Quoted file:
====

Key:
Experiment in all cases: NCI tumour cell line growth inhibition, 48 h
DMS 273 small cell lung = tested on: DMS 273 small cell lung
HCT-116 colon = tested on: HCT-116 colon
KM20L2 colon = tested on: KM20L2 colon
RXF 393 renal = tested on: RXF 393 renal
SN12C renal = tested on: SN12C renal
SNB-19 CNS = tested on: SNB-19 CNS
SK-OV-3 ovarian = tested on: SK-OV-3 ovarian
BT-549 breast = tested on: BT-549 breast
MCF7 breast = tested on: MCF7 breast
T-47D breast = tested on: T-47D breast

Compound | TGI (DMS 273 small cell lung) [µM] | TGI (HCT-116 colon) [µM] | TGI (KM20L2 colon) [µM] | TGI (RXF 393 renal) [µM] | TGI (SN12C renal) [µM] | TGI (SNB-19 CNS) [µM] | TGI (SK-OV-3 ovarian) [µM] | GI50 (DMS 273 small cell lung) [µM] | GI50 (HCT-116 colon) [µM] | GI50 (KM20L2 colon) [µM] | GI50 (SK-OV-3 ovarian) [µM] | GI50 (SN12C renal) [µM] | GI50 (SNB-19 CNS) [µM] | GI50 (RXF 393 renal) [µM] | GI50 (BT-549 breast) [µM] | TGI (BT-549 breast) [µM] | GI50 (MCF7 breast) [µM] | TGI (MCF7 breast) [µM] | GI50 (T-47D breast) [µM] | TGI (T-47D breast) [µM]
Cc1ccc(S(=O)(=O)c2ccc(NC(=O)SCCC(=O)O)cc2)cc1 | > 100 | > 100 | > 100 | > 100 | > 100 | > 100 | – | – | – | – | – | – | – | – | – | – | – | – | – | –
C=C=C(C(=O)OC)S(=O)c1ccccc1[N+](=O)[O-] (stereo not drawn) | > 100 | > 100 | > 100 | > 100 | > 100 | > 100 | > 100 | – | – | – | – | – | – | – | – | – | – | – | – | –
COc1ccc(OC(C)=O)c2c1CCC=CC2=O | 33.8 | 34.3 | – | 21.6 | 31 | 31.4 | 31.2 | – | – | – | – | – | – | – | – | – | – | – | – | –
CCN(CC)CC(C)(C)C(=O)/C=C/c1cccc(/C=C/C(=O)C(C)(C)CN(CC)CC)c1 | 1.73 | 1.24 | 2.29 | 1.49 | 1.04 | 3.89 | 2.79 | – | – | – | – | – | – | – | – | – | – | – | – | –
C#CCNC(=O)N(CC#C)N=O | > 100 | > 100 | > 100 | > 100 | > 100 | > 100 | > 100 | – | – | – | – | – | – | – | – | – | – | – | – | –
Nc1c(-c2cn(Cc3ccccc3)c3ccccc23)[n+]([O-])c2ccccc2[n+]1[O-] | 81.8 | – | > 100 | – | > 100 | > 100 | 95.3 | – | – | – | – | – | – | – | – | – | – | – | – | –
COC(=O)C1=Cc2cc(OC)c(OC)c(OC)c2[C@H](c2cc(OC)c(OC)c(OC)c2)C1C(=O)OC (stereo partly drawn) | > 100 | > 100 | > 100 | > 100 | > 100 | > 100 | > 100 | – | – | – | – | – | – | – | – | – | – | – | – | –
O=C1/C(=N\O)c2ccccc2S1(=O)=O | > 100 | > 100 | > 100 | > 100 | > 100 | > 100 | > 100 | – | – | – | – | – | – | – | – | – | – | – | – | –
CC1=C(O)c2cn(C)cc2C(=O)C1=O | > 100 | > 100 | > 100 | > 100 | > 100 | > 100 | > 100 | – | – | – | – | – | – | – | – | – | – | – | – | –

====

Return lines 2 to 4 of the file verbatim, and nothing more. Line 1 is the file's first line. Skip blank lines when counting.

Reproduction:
Experiment in all cases: NCI tumour cell line growth inhibition, 48 h
DMS 273 small cell lung = tested on: DMS 273 small cell lung
HCT-116 colon = tested on: HCT-116 colon